Spotlight was a team at the Boston Globe that specialized in long term journalism and the film does a fantastic job of showing how grueling it can be to follow a story over a year. This is a procedural film that doesn’t bother with extraneous details like the personal lives of anyone involved, and it could be said that it isn’t really about four journalists, but rather, the job that four journalists do. The obvious comparison is All the President’s Men, but I think Spotlight strikes a similar tone to David Fincher’s Zodiac. It’s a cold film that doesn’t grandstand or spew impassioned speeches (with one exception,) and is oddly pragmatic both in front of and behind the camera.

Journalism in the pre-internet days was grinding work and Spotlight showcases how tedious and unrelenting you had to be to get the whole story. The four members of the Spotlight team, led by a standout performance from Michael Keaton, are told by the brand new editor that they should devote some long-term resources to the story of a local priest that had been accused of child molestation. After encountering the pervasive wall that was the Catholic Church’s influence on Boston they get the feeling that there is more to the story than one bad apple priest and this could in fact be a conspiracy that goes all the way to the heart of the Church. After grinding through months worth of research it becomes more and more evident that this isn’t an isolated incident. This is a sickness that has infiltrated every facet of church life.

Spotlight’s most welcome characteristic is that it knows that the problem was too big. There was blame everywhere. From those that knew about it and covered it up, to those that remained willfully ignorant this was a cover-up that involved thousands of people all over the world. That scope is too big to tackle, so Spotlight keeps it in Boston and doesn’t extend into the worldwide politics of the matter. That act of restraint allows us to stay with these characters as they slowly realize how far this can go. There is a beautiful moment involving the four sitting around a speakerphone when they finally grasp that the number of priests involved is probably not the 13 that they had been investigating, but more like 90. It is one of my favorite moments in film this year.

I’ve spent a lot of time talking about the plot and very little about the filmmaking, which I believe is what the filmmakers were going for. There is nothing flashy, no scenery chewing, or emotional outbursts. Keaton and Mark Ruffalo are stellar in their roles, but they are everyday guys just doing their jobs. Everything about the film is understated so that the impact of the story is given its full weight. The camera work is mostly static and the color scheme is fairly muted. All of these tiny details give credence to the realism and let the evil underneath the surface come to light.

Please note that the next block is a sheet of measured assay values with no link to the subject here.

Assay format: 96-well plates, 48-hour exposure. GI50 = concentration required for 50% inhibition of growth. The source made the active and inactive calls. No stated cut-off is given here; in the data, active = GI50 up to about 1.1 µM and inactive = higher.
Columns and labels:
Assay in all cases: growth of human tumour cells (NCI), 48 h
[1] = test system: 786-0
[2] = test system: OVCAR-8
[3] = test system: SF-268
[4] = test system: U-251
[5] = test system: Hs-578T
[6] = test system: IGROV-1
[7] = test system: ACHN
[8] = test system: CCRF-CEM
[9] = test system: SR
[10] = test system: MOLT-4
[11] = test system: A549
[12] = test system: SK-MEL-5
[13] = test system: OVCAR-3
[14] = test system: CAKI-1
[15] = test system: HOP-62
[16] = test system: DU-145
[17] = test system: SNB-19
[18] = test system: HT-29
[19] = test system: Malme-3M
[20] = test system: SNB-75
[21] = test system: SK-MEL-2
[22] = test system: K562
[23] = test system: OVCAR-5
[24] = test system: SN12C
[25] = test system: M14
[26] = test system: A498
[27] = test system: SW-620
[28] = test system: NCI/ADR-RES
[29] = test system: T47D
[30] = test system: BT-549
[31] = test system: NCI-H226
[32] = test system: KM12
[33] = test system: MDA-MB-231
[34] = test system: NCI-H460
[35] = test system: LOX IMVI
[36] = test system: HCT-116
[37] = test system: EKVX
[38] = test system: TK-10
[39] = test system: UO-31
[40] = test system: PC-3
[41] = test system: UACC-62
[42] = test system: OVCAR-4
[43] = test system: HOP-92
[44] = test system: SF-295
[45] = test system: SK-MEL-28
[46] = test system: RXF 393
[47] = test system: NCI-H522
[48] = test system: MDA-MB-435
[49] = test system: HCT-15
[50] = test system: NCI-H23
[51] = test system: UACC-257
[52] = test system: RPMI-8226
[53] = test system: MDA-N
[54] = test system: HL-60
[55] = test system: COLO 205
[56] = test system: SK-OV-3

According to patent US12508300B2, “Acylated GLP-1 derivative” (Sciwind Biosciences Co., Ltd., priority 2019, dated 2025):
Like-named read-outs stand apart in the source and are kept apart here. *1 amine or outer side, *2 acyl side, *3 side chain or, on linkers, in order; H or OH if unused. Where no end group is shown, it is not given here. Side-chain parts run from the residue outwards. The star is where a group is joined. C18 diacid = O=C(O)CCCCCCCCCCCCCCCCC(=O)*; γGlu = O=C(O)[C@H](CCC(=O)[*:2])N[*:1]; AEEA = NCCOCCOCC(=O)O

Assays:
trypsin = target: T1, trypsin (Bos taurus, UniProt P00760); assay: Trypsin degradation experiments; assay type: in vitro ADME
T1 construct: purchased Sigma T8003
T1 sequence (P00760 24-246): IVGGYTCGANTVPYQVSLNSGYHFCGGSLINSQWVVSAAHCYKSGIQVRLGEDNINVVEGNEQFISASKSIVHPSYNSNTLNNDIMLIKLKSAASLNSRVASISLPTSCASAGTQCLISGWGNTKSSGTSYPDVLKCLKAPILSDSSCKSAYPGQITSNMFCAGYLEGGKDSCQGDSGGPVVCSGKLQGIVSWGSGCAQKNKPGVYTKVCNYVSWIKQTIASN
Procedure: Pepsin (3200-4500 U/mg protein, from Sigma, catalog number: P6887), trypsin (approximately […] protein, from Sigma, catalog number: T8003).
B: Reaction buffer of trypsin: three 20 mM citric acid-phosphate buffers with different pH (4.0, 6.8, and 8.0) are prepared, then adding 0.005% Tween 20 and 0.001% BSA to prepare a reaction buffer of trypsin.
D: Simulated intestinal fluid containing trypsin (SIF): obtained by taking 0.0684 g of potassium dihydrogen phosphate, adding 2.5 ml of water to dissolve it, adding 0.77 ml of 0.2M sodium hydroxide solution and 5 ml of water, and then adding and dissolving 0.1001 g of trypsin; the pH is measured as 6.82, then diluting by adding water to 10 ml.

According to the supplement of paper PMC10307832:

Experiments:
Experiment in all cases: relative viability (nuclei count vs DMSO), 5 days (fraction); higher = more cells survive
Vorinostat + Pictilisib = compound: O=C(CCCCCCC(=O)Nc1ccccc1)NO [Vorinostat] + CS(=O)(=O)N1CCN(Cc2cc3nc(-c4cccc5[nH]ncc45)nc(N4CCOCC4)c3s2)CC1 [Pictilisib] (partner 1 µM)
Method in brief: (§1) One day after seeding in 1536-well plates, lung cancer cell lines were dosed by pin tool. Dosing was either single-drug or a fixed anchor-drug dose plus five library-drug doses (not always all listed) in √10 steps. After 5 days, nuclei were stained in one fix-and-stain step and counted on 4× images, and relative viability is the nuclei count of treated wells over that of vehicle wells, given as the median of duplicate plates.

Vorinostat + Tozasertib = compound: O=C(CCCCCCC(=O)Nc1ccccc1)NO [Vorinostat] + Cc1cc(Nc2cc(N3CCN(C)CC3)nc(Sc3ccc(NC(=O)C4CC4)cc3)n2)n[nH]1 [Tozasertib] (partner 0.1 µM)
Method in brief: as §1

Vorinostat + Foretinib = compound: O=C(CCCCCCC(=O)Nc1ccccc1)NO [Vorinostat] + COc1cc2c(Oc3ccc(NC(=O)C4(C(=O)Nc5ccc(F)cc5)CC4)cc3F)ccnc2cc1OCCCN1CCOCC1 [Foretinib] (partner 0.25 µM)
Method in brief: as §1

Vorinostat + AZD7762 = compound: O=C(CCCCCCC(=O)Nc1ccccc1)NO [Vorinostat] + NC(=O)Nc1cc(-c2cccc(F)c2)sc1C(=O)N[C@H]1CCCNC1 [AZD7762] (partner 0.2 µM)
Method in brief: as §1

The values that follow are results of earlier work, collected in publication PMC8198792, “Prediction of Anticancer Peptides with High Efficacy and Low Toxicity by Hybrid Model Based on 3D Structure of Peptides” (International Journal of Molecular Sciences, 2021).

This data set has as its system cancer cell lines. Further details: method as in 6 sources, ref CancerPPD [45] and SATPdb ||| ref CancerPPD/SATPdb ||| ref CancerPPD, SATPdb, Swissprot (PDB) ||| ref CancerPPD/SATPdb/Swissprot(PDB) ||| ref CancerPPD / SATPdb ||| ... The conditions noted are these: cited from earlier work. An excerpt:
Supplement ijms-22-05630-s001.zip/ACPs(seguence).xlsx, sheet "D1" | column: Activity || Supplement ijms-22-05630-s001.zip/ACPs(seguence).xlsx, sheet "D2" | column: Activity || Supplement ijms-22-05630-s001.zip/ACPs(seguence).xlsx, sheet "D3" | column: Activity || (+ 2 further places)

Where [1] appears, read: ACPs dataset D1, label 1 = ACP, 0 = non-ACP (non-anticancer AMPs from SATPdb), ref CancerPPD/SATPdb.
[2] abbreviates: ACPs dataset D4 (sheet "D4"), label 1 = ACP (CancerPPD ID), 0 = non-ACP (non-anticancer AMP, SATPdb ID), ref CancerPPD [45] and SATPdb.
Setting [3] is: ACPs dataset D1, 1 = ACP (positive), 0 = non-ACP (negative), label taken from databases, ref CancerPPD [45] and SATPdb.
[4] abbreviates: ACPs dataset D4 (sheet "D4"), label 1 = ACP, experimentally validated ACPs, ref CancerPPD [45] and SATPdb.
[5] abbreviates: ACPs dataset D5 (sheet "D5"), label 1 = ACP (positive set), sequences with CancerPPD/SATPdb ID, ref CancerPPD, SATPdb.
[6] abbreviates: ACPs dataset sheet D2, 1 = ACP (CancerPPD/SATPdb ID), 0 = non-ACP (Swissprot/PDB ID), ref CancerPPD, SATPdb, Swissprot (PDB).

There is a reason this film should be considered essential viewing. It takes a procedural approach to a emotionally charged subject and lets the story unfold, and that distance allows the viewer to add his own emotion. There is a realization as an audience member that the film never told us how to feel but that dread and impending rage was brought by us. I personally don’t know how anyone could justify the actions of the Church and I fully realize that I am projecting my own emotions onto the film. I was personally outraged at each step of the story as every new layer of deceit revealed another and it became more apparent that those generous donations by the common family were being used by the tax free church to pay off victims of priests that were raping children and then being protected.

I will step off my soapbox now and apologize for the unbiasedness of those last few sentences. Although, I believe it is the strength of this film that it elicits such an emotional reaction in those that see it, and caused me to write almost one thousand words on the movie. This is a powerful film and one that should not only be seen but talked about. We can’t let that hush that we felt lead ourselves into complacency and apathy. We need to care. Grade: A+

Bridge of Spies Review

At this point in his career there is little doubt that Steven Spielberg is a master craftsman of film. There are few directors working today that are as sure-handed as Spielberg behind the camera. Every move is deliberate and each detail meticulously plotted out, but as much as I appreciate his skill and technique I’m always left feeling that there’s a sheen of artifice hanging over the whole affair. In much the same way that Stanley Kubrick was accused of favoring technique over emotion, Spielberg films often leave me a bit cold. The craftwork is undeniable, but I always get pulled out by the gentle tugs of manipulation when genuine emotion comes near the surface. Spielberg’s latest, Bridge of Spies, is no different.